One of Charleston's most eye-catching residential renovations also is one of its most tucked away - and that's explains a lot about why it could happen in the first place.
Those passing by 50 Murray Blvd. can look through the gate to see the historic district's first glass house.
Technically, it's a glass facade - an entire two-story wall that faces Murray and the Ashley River beyond - and is completely transparent except for a horizontal metal band between floors and the thinnest of lines where its eight glass panels meet.
Its creation is also a bit of a fluke.
The owners first bought the grand home next door at 52 Murray, one of the low battery's residential landmarks (and one built in 1913 by C. Bissell Jenkins, who led the project that created Murray Boulevard).
Before they could start renovations, they realized they could buy the smaller property next door, a flag-shape lot that once was part of the 52 Murray property and whose small home had been created from the grand home's former garage.
It's natural to wonder if architect Philip Johnson's iconic Glass House (now a museum property run by the National Trust for Historic Preservation in New Canaan, Conn.) served as an inspiration, but architect E.E. Fava says neither he nor the owner have visited there.
And Fava says they didn't have it in mind either as they began discussing what to do.
"They wanted to open it back up and take advantage of the view," he says. "It wasn't trying to be fussy or copy anything."
Fava says the south facade of the building had been altered and wasn't historic, which helped with demolishing it and replacing it with the glass addition.
The design won approval from the city's Board of Architectural Review without much objection at all. City architect Dennis Dowd says that's primarily because "it is set so far back from the street and marginally visible. There was no opposition from any neighbors."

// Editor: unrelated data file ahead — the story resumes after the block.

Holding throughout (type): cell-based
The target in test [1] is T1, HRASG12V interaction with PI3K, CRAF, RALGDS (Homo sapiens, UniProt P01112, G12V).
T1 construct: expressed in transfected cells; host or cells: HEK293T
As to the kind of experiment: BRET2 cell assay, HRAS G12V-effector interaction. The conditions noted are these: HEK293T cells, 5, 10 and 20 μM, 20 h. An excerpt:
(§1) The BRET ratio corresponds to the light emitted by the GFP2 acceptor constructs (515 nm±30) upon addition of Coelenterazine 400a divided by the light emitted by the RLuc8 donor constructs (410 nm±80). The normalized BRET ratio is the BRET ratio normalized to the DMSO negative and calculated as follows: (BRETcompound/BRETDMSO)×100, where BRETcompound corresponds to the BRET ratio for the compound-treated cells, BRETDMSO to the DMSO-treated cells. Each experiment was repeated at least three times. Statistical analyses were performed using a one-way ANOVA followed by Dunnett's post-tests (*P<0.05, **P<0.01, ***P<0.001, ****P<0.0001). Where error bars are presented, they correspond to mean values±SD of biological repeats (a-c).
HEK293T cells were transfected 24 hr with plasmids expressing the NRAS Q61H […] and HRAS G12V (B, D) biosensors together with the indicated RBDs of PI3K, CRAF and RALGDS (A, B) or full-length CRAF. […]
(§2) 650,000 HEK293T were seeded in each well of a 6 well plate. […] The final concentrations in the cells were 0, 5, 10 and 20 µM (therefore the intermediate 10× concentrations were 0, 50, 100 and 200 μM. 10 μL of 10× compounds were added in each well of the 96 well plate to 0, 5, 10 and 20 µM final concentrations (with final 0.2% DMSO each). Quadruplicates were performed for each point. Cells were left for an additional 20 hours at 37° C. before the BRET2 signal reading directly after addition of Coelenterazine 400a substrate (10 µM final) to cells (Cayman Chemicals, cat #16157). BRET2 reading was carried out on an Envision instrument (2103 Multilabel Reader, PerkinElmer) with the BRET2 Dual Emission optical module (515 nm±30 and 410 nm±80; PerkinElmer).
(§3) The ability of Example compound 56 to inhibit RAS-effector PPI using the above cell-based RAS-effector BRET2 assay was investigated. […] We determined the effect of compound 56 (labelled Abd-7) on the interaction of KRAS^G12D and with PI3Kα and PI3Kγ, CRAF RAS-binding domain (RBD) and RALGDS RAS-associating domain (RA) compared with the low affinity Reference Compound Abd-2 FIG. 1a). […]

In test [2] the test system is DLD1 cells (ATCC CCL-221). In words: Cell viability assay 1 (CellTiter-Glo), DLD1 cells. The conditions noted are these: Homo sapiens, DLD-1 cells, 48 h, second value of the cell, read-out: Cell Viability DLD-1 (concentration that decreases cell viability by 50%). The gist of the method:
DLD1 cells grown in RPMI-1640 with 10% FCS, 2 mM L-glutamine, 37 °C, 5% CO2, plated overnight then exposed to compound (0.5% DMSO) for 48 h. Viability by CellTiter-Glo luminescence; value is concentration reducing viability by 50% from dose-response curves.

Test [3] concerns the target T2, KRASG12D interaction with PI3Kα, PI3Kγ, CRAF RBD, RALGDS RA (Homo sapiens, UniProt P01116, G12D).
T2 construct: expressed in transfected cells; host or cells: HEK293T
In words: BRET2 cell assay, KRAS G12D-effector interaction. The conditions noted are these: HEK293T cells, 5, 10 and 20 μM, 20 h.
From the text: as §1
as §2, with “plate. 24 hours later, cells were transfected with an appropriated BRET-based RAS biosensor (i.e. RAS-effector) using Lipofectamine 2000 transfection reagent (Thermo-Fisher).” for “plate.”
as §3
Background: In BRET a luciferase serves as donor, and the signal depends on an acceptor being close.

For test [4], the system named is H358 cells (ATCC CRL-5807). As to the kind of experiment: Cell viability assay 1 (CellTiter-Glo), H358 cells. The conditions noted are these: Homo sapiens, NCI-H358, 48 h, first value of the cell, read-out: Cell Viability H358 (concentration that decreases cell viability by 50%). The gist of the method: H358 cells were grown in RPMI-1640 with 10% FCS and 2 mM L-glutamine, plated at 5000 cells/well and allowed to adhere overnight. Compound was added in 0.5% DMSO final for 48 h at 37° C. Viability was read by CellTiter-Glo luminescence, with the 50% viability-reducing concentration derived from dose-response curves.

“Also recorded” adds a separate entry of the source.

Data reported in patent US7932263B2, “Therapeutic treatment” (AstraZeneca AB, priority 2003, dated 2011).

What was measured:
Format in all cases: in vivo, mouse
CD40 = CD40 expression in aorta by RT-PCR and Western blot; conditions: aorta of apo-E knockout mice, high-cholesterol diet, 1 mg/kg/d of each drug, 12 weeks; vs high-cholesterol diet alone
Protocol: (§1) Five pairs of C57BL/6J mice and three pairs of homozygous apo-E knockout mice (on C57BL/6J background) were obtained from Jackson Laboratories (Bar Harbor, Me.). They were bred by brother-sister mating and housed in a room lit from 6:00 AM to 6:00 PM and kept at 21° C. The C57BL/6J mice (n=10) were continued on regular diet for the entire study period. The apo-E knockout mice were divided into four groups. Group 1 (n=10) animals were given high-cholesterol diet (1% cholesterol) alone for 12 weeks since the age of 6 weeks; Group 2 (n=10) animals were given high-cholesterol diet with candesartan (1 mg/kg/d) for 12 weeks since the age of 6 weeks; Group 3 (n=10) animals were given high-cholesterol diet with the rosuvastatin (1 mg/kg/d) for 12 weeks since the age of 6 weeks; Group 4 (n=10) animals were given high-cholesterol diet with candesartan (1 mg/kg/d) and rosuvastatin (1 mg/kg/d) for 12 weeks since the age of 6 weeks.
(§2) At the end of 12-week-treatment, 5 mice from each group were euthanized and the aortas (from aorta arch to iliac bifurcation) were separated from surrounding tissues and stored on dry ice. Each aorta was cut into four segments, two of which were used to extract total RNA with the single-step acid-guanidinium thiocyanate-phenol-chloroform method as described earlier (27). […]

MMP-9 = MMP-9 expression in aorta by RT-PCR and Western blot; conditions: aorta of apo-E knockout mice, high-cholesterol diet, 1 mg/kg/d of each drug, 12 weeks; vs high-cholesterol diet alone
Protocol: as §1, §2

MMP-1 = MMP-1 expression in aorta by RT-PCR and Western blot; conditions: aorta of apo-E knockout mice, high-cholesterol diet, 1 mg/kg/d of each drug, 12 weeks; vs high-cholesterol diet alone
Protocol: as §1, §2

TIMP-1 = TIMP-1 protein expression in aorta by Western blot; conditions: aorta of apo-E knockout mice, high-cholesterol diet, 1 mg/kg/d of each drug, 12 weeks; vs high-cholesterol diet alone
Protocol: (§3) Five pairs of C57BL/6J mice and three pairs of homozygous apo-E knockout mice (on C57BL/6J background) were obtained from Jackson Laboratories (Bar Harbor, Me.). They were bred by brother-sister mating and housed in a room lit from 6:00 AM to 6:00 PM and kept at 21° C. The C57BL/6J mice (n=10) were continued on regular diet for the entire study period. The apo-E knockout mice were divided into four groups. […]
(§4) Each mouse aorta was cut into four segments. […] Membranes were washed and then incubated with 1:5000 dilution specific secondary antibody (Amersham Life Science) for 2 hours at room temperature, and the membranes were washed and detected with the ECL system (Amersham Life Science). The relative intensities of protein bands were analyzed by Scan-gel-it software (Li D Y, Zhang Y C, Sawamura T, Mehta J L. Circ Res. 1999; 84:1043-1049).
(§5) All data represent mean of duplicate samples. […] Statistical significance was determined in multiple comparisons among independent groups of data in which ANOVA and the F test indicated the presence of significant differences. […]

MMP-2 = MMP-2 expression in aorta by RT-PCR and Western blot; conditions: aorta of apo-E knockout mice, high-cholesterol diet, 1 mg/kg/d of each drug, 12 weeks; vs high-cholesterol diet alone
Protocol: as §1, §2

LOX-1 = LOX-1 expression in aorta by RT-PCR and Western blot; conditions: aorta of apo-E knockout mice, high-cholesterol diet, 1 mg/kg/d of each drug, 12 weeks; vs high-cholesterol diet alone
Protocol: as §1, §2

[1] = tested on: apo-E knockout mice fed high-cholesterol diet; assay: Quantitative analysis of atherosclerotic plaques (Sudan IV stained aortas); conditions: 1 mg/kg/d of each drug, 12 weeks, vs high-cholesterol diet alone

Fava says the design wouldn't have happened if the home had been sited as close to Murray as its neighbors, and he thinks of it sort of like an orangerie, a traditional greenhouse structure built to shelter citrus trees. These often were found near grand homes, including some in the Lowcountry, during the 18th and 19th centuries.
In a sense, the architecture carries on one important Charleston tradition: a blurring of public and private and interior and exterior spaces, most widely found in and around the piazzas of the classic Charleston single house.
The home's first floor is a dense dark marble known as deep blue, and the mottled stone also extends outside to form a small patio space.
And while the home connects directly to the street, its masonry walls along the side do shield it somewhat from its neighbors, so it could be argued it also respects the city's tradition of "Northside Manners," of not having big or many windows looking onto the neighbor's piazza.
(Philip Johnson didn't have to worry about such manners; his Glass House was built on a large enough lot that it can barely be seen from the road or neighboring homes).
Fava says the structural window wall is expected to weather the next hurricane without a problem: Its glass panels are about an inch thick and meet impact codes. A 42-inch overhang helps shield the windows from the sun and bird offerings without affecting the views.
The rear of the home was left more or less intact, and the garden space will be redesigned as restoration of the main house proceeds.
Standing inside, it's a joy to watch joggers, cyclists, cars and boats steadily stream by, sort of like an enormous screen featuring a webcam feed from one of Charleston's most scenic spots.
But, of course, the views flow both ways, and one wonders if that might get old one day. Even the kitchen area and master bedroom can be seen from the street.
Reach Robert Behre at 937-5771.